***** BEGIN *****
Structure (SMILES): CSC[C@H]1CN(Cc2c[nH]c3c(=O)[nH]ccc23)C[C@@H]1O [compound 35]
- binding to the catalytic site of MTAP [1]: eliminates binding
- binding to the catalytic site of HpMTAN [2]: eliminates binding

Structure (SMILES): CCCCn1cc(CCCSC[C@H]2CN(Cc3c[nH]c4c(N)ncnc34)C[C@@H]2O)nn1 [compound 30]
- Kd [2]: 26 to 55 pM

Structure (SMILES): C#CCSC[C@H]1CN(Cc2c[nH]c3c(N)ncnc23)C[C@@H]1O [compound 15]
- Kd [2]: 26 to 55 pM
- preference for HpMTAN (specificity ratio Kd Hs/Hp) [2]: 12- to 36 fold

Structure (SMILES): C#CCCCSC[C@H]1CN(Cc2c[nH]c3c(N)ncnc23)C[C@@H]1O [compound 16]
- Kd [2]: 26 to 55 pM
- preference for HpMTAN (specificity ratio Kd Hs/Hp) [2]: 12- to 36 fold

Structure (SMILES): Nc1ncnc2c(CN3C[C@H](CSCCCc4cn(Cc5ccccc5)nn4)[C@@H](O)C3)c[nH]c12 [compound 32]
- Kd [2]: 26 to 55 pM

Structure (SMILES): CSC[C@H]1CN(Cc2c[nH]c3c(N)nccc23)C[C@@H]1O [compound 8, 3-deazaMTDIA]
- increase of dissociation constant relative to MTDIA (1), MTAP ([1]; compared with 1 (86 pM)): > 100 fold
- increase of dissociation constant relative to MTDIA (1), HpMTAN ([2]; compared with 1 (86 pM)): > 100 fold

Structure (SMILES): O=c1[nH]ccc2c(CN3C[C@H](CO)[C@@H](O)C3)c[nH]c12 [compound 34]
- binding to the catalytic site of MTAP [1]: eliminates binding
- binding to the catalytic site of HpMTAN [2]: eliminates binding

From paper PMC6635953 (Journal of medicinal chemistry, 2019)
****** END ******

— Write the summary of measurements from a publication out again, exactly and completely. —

Structure (SMILES): CSC[C@H]1CN(Cc2c[nH]c3c(=O)[nH]ccc23)C[C@@H]1O [compound 35]
- binding to the catalytic site of MTAP [1]: eliminates binding
- binding to the catalytic site of HpMTAN [2]: eliminates binding

Structure (SMILES): CCCCn1cc(CCCSC[C@H]2CN(Cc3c[nH]c4c(N)ncnc34)C[C@@H]2O)nn1 [compound 30]
- Kd [2]: 26 to 55 pM

Structure (SMILES): C#CCSC[C@H]1CN(Cc2c[nH]c3c(N)ncnc23)C[C@@H]1O [compound 15]
- Kd [2]: 26 to 55 pM
- preference for HpMTAN (specificity ratio Kd Hs/Hp) [2]: 12- to 36 fold

Structure (SMILES): C#CCCCSC[C@H]1CN(Cc2c[nH]c3c(N)ncnc23)C[C@@H]1O [compound 16]
- Kd [2]: 26 to 55 pM
- preference for HpMTAN (specificity ratio Kd Hs/Hp) [2]: 12- to 36 fold

Structure (SMILES): Nc1ncnc2c(CN3C[C@H](CSCCCc4cn(Cc5ccccc5)nn4)[C@@H](O)C3)c[nH]c12 [compound 32]
- Kd [2]: 26 to 55 pM

Structure (SMILES): CSC[C@H]1CN(Cc2c[nH]c3c(N)nccc23)C[C@@H]1O [compound 8, 3-deazaMTDIA]
- increase of dissociation constant relative to MTDIA (1), MTAP ([1]; compared with 1 (86 pM)): > 100 fold
- increase of dissociation constant relative to MTDIA (1), HpMTAN ([2]; compared with 1 (86 pM)): > 100 fold

Structure (SMILES): O=c1[nH]ccc2c(CN3C[C@H](CO)[C@@H](O)C3)c[nH]c12 [compound 34]
- binding to the catalytic site of MTAP [1]: eliminates binding
- binding to the catalytic site of HpMTAN [2]: eliminates binding

From paper PMC6635953 (Journal of medicinal chemistry, 2019)